“‘I think innovation is overrated. Customers don’t care about how innovative you are. They just want to be happy and satisfied. And that’s about good design.’

“I highly recommend his book.”

“At the end of the day, every industry requires compliance—sometimes self-imposed and, at other times, through laws and other legalities,” replies Baruch. “We often internalize the idea of compliance as restrictions, so might feel that it suffocates innovation. But the beauty of innovation is that it almost never means something entirely new. Innovation is looking at the status quo and moving things around, not necessarily flipping things around and smashing them. Of course, doing that is exciting for sure.

But there is equal excitement to be had in looking at already established design patterns and tinkering with them. What I have found is that we really must understand what compliance means. True compliance versus what someone tells you compliance means can often be two very different things—in some cases, even vastly different. Find someone to partner with who really knows a domain’s areas of compliance well. You might be surprised to find that a lot is actually possible without running afoul of compliance.”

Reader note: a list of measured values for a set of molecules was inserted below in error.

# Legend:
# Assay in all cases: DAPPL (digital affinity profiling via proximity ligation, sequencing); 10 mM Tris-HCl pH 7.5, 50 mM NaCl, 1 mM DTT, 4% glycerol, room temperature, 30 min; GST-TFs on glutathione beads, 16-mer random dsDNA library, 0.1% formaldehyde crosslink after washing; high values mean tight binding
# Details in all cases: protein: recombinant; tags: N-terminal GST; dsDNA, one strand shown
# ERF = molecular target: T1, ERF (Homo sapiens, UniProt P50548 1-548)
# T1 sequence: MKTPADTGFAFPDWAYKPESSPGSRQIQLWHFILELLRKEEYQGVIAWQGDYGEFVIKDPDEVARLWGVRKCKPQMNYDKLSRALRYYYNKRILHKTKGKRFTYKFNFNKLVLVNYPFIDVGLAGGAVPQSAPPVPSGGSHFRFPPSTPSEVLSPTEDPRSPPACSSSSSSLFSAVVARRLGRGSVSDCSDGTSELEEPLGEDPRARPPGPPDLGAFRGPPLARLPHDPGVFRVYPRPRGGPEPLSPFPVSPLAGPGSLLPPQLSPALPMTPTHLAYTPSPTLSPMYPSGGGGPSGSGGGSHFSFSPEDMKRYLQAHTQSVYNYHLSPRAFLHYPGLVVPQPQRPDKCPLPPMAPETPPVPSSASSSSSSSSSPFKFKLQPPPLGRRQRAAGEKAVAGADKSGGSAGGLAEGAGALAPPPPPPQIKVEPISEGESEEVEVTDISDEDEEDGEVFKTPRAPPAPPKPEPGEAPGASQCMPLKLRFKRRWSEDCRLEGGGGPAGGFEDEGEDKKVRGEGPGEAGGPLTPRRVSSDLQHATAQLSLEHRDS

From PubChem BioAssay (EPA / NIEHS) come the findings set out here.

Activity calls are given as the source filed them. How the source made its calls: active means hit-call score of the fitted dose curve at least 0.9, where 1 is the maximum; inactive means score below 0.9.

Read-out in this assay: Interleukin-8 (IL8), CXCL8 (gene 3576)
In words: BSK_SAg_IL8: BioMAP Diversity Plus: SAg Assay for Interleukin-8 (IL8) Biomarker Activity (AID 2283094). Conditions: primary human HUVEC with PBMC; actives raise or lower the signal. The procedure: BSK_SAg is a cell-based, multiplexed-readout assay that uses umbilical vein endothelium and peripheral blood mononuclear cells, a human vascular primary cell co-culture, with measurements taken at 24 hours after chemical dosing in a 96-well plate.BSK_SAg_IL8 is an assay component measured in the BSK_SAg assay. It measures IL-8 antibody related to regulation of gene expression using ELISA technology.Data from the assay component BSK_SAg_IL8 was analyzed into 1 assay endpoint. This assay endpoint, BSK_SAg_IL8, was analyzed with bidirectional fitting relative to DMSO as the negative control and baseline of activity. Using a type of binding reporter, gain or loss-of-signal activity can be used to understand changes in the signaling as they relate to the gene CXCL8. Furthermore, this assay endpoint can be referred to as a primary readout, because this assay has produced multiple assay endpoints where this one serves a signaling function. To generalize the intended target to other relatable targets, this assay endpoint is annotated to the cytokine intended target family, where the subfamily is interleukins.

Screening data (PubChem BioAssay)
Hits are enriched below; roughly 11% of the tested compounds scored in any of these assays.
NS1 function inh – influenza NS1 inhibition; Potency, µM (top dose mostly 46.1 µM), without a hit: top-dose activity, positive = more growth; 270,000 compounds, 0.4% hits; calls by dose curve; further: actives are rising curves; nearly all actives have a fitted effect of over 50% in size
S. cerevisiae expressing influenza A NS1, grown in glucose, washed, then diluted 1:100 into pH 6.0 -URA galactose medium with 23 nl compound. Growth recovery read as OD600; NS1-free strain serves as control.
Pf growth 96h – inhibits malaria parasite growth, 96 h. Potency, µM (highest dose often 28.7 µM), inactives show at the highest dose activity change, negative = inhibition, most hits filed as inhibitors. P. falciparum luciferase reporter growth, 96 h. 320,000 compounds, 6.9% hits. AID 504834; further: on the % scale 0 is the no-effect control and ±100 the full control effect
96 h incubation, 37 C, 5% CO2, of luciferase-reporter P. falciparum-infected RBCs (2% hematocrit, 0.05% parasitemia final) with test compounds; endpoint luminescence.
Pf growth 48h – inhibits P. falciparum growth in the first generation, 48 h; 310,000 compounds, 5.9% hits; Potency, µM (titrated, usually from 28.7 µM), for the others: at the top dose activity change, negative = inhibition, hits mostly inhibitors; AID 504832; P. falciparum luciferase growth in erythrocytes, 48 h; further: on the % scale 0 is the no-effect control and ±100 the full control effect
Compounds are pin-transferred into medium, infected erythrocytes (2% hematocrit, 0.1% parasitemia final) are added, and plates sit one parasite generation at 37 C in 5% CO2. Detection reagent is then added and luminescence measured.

Product Manager at Tom Sawyer Software

Dallas/Fort Worth, Texas, USA

Janet M. SixDr. Janet M. Six helps companies design easier-to-use products within their financial, time, and technical constraints. For her research in information visualization, Janet was awarded the University of Texas at Dallas Jonsson School of Engineering Computer Science Dissertation of the Year Award. She was also awarded the prestigious IEEE Dallas Section 2003 Outstanding Young Engineer Award. Her work has appeared in the Journal of Graph Algorithms and Applications and the Kluwer International Series in Engineering and Computer Science. The proceedings of conferences on Graph Drawing, Information Visualization, and Algorithm Engineering and Experiments have also included the results of her research. Janet is the Managing Editor of UXmatters.  Read More